When the money flows, large law firms and their libraries provide access to all manner of sophisticated legal and financial research databases, reports law.com today.
"[C]osts for electronic resources other than LexisNexis and Westlaw rose in 2008, with the average firm spending just over $1 million, compared to some $929,000 in 2007."
Many of these resources seemed indispensable, until the economy crashed. Now a growing number of law firms are being forced to make the ultimate choice: Westlaw or Lexis. They can no longer afford or justify access to both.
Last year just 12 percent of firms said they intended to move to a single-vendor strategy. This year, 31 percent did. "In good times, we could all have Coke and Pepsi," says a library chief. "Now management is more willing to say that we'll make do with one."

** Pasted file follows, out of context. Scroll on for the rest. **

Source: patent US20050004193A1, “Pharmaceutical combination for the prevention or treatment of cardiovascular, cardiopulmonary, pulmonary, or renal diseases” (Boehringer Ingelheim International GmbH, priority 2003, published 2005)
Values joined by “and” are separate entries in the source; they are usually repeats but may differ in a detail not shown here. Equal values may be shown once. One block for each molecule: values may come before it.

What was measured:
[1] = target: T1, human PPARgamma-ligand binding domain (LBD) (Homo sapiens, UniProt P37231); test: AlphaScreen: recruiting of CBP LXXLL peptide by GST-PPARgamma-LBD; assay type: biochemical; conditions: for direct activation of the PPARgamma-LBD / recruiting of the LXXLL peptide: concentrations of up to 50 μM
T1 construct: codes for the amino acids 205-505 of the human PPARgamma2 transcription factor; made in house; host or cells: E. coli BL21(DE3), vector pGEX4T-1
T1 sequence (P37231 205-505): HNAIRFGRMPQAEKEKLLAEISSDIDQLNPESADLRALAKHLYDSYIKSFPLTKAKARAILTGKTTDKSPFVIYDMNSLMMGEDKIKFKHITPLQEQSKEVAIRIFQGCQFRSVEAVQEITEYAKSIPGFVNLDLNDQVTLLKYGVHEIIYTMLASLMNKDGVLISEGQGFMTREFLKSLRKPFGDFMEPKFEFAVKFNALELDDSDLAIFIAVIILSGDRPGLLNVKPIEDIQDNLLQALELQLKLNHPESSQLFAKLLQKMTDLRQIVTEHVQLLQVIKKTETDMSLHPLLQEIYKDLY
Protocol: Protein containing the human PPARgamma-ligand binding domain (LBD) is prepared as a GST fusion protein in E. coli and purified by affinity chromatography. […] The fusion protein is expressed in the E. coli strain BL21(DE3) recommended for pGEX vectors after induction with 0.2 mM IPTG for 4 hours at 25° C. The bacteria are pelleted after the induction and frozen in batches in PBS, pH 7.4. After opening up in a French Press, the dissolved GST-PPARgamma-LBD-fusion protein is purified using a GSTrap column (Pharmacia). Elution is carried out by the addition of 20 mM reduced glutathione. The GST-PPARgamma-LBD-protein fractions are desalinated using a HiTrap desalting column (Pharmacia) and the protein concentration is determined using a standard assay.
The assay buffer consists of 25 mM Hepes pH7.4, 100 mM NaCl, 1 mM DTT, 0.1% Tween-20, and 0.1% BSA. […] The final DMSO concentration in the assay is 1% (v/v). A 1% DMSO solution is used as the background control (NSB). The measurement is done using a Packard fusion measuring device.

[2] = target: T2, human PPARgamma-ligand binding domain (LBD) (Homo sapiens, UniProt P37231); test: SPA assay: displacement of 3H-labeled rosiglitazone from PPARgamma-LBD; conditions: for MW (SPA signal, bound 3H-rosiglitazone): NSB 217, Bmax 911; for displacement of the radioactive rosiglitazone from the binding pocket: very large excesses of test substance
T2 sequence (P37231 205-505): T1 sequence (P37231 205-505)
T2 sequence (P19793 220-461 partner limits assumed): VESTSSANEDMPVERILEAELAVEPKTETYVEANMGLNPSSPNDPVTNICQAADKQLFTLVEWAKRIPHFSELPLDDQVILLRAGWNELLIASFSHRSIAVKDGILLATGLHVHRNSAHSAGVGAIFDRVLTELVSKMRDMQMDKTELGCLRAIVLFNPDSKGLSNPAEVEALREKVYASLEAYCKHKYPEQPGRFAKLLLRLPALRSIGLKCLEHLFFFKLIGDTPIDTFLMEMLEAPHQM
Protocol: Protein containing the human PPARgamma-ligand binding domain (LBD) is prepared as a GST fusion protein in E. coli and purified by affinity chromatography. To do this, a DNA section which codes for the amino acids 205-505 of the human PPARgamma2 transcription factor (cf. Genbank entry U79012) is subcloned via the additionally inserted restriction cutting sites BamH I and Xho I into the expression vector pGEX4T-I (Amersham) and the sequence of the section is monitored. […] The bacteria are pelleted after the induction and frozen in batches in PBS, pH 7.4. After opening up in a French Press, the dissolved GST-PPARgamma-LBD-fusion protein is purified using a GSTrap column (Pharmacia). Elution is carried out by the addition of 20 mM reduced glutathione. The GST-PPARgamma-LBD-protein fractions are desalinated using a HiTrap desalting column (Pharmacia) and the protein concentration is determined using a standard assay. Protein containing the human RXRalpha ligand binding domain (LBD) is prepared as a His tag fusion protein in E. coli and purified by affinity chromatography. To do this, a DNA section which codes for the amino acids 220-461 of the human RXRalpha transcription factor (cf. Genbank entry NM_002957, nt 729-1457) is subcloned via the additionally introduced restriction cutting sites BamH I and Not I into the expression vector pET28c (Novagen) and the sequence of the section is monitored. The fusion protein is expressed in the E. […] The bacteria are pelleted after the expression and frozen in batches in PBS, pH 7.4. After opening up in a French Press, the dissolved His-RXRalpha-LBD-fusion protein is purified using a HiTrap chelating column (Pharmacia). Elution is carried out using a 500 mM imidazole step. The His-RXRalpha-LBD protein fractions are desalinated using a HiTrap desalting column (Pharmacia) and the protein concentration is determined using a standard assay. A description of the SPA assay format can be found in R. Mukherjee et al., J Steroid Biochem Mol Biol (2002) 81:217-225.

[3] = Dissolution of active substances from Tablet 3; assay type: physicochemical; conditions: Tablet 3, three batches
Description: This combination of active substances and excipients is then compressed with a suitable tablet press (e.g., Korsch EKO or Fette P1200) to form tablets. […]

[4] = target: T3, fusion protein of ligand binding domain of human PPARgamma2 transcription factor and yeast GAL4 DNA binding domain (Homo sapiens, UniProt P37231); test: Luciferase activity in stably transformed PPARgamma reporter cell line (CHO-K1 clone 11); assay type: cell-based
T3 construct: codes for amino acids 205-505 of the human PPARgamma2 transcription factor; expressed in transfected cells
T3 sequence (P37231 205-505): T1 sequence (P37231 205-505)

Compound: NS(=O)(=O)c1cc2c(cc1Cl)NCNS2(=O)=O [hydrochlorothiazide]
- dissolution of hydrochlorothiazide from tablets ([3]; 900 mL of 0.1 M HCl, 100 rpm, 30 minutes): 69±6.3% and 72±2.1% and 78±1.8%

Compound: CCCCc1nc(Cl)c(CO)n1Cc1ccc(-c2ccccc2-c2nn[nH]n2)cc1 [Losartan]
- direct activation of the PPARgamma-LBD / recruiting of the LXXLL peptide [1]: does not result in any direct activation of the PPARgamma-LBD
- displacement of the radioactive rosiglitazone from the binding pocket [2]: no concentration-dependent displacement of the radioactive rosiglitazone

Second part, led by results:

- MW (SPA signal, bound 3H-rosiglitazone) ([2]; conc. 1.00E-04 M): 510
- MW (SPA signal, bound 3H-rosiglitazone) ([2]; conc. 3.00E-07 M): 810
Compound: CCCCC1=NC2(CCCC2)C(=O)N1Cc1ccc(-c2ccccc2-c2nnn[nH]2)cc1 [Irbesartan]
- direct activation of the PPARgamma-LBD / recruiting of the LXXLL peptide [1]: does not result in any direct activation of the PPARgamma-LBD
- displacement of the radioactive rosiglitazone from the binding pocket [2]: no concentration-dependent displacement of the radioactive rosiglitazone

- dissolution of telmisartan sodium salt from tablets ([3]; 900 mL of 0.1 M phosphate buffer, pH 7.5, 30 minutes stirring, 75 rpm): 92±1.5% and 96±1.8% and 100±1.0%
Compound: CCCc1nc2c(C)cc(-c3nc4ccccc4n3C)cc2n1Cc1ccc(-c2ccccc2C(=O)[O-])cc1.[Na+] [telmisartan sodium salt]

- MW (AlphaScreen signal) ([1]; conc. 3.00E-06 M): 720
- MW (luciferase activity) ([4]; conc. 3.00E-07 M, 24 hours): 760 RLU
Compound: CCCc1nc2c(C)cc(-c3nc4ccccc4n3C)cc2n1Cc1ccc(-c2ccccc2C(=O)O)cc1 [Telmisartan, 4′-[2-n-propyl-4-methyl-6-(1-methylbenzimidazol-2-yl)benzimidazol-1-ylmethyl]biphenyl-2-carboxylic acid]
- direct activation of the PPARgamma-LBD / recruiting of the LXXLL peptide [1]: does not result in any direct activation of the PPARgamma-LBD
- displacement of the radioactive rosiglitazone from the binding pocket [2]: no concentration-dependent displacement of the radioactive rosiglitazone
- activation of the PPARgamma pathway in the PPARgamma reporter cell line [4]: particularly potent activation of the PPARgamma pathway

Some firms, even BigLaw, are looking for cost-effective alternatives. Earlier this year Locke Lord Bissel & Liddell made news when it published a memo requiring that all non-billiable research be done first in Loislaw.
All non-billable legal research involving case law, statutes or regulations at both the state and federal level should first be performed using Loislaw. Loislaw should also be used for billable research where appropriate, resulting in a much lower cost to the client. If additional research is required on Lexis or Westlaw that research must be billed to a client/matter. [Locke Lord Bissell & Liddell Memo]
Fortunately for you, UConn Law School Library provides access to Loislaw. Please ask at our reference desk if you have any questions about Loislaw or any other non-"wexis" legal research alternatives.